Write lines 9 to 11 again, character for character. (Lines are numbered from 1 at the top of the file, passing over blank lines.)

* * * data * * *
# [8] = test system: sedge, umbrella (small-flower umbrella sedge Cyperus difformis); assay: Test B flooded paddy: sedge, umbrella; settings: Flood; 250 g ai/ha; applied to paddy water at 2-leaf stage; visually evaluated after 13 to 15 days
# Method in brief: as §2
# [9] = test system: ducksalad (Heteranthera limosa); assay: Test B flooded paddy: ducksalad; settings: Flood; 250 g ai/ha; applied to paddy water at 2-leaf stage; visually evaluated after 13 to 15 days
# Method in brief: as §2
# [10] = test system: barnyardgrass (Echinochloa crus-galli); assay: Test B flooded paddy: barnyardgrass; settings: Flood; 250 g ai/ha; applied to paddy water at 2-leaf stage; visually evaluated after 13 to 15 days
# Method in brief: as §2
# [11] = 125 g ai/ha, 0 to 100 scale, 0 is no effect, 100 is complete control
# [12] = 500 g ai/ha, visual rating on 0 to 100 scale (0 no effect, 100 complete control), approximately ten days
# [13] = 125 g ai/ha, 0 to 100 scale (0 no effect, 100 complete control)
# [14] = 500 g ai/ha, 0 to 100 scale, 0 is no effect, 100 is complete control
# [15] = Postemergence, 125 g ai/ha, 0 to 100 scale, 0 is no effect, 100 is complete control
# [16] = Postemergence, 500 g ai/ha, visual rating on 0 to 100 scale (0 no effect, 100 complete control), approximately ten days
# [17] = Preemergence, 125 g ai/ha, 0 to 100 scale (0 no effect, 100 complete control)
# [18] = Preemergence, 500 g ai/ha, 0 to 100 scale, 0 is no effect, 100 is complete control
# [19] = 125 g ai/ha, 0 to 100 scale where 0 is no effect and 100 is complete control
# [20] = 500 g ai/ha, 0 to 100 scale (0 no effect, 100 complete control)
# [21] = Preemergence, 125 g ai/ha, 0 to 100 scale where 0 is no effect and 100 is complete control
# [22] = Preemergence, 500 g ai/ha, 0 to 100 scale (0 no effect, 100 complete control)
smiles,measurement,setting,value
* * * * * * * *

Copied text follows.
# [13] = 125 g ai/ha, 0 to 100 scale (0 no effect, 100 complete control)
# [14] = 500 g ai/ha, 0 to 100 scale, 0 is no effect, 100 is complete control
# [15] = Postemergence, 125 g ai/ha, 0 to 100 scale, 0 is no effect, 100 is complete control